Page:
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Number of Oregonians Without Health Insurance Falls by 63 Percent

Thursday, September 18, 2014

 

 

The number of Oregonians without health insurance has fallen by more than 60 percent, a new study reveals. 

According to researchers at Oregon Health & Science University and the Oregon Health Authority, the number of uninsured in the state fell by 63 percent over the twelve-month period from June 30, 2013 to June 30, 2014. 

“This first glance at Oregon's uninsured rates shows that a significant number of Oregonians have benefited from expansions in access to health insurance," said Peter Graven, Ph.D., health economist with the Center for Health Systems Effectiveness at OHSU and lead author on the study. "Our study found that 95 percent of Oregonians now have health insurance coverage"

The study, which was aimed at estimating the number of uninsured individuals in Oregon as a result of changes that came in with the Affordable Care Act, estimated that in June 2013, that number stood at 550,000, or 14 percent of Oregonians. 

That number declined to roughly 202,000 in June of this year, which correlates to just over five percent of the population. 

Methodology

The study – entitled Impacts of the Affordable Care Act on Health Insurance coverage in Oregon – used a methodology developed by the State Health Access Data Assistance Center that assembled data by coverage type on the two June dates. 

The data was gathered from the Oregon Department of Consumer and Business Services, Oregon Health Authority enrollment reports on Oregon Health Plan programs, the 2013 Oregon Health Insurance Survey and the U.S. Census Bureau.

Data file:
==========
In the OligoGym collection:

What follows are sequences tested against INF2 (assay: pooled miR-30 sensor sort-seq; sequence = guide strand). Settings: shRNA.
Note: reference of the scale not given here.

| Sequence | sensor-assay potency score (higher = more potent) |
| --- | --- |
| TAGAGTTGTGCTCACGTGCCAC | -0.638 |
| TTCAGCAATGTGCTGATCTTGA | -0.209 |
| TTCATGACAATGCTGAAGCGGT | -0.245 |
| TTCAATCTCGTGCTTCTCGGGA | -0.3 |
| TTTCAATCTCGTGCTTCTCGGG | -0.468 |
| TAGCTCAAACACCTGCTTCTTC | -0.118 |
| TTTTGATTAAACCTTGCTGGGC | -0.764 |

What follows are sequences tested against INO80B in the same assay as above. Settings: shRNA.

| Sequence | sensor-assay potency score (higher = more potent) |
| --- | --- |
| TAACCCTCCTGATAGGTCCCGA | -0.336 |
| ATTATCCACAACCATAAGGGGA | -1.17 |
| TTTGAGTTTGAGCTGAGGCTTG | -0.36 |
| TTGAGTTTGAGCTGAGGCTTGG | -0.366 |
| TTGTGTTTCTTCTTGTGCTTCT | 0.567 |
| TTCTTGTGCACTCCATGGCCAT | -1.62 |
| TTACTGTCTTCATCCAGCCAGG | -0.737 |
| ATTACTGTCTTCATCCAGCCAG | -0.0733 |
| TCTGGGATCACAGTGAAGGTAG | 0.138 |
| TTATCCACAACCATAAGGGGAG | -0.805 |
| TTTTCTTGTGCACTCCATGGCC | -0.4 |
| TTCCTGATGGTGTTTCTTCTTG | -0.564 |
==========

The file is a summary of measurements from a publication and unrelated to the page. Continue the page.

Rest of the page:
"Since the beginning of the year, nearly all of the previously uninsured patients we care for at Richmond Clinic have gained health insurance coverage," said Christina Milano, M.D., assistant professor of family medicine in the OHSU School of Medicine and family medicine physician at the OHSU Richmond Clinic in Southeast Portland. 

"This makes a huge difference for these patients who previously had to pay out of pocket or work out other payment agreements; it's a big weight off their shoulders. There's also a peace of mind that comes with knowing you're covered if you have a critical illness in the future."

The Affordable Care Act had a bumpy rollout in Oregon, involving the state’s troubled health insurance exchange, Cover Oregon. Earlier this year, the board of Cover Oregon voted to move Oregonians attempting to enroll in private health plans to the federal exchange, healthcare.gov. 

 

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